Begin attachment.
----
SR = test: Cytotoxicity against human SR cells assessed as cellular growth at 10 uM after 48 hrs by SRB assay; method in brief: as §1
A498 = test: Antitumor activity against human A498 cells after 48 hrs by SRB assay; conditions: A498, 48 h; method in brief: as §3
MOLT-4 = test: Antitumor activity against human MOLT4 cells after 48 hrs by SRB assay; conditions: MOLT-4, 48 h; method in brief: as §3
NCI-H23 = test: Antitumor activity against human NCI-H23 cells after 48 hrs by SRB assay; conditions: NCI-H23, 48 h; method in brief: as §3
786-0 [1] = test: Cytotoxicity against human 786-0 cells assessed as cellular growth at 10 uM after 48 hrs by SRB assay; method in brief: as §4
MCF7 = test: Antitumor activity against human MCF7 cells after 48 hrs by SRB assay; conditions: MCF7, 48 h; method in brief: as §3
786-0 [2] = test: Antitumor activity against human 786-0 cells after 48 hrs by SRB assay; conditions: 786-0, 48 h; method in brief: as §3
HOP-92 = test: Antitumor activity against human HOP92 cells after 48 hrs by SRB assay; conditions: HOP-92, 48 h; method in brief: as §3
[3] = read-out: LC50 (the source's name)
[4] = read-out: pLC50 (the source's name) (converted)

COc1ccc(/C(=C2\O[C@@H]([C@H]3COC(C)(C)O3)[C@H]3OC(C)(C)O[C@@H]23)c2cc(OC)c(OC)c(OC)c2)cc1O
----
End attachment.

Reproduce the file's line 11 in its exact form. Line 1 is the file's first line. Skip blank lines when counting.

COc1ccc(/C(=C2\O[C@@H]([C@H]3COC(C)(C)O3)[C@H]3OC(C)(C)O[C@@H]23)c2cc(OC)c(OC)c(OC)c2)cc1O